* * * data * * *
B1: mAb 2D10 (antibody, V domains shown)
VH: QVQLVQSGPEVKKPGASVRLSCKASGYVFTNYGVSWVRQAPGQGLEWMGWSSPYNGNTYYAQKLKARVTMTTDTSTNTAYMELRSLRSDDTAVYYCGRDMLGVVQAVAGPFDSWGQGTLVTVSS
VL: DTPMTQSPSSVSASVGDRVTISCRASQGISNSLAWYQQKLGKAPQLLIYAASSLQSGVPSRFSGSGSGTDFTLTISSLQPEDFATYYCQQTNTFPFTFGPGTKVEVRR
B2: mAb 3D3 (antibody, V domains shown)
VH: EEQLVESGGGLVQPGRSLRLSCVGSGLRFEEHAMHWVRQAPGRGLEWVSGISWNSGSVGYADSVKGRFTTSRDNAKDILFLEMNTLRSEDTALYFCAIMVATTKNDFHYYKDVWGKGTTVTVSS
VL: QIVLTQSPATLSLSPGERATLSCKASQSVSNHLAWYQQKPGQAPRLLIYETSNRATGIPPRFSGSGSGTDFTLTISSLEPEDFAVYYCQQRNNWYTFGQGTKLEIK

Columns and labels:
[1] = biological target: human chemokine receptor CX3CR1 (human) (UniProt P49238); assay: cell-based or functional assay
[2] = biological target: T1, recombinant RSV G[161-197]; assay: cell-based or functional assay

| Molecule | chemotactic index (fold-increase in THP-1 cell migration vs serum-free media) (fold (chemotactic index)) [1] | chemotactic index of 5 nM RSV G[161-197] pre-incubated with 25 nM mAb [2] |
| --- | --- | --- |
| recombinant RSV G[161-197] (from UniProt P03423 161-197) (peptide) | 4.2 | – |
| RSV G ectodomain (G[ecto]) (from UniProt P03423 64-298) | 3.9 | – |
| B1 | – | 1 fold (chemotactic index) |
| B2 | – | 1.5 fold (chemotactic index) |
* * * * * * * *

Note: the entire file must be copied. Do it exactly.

B1: mAb 2D10 (antibody, V domains shown)
VH: QVQLVQSGPEVKKPGASVRLSCKASGYVFTNYGVSWVRQAPGQGLEWMGWSSPYNGNTYYAQKLKARVTMTTDTSTNTAYMELRSLRSDDTAVYYCGRDMLGVVQAVAGPFDSWGQGTLVTVSS
VL: DTPMTQSPSSVSASVGDRVTISCRASQGISNSLAWYQQKLGKAPQLLIYAASSLQSGVPSRFSGSGSGTDFTLTISSLQPEDFATYYCQQTNTFPFTFGPGTKVEVRR
B2: mAb 3D3 (antibody, V domains shown)
VH: EEQLVESGGGLVQPGRSLRLSCVGSGLRFEEHAMHWVRQAPGRGLEWVSGISWNSGSVGYADSVKGRFTTSRDNAKDILFLEMNTLRSEDTALYFCAIMVATTKNDFHYYKDVWGKGTTVTVSS
VL: QIVLTQSPATLSLSPGERATLSCKASQSVSNHLAWYQQKPGQAPRLLIYETSNRATGIPPRFSGSGSGTDFTLTISSLEPEDFAVYYCQQRNNWYTFGQGTKLEIK

Columns and labels:
[1] = biological target: human chemokine receptor CX3CR1 (human) (UniProt P49238); assay: cell-based or functional assay
[2] = biological target: T1, recombinant RSV G[161-197]; assay: cell-based or functional assay

| Molecule | chemotactic index (fold-increase in THP-1 cell migration vs serum-free media) (fold (chemotactic index)) [1] | chemotactic index of 5 nM RSV G[161-197] pre-incubated with 25 nM mAb [2] |
| --- | --- | --- |
| recombinant RSV G[161-197] (from UniProt P03423 161-197) (peptide) | 4.2 | – |
| RSV G ectodomain (G[ecto]) (from UniProt P03423 64-298) | 3.9 | – |
| B1 | – | 1 fold (chemotactic index) |
| B2 | – | 1.5 fold (chemotactic index) |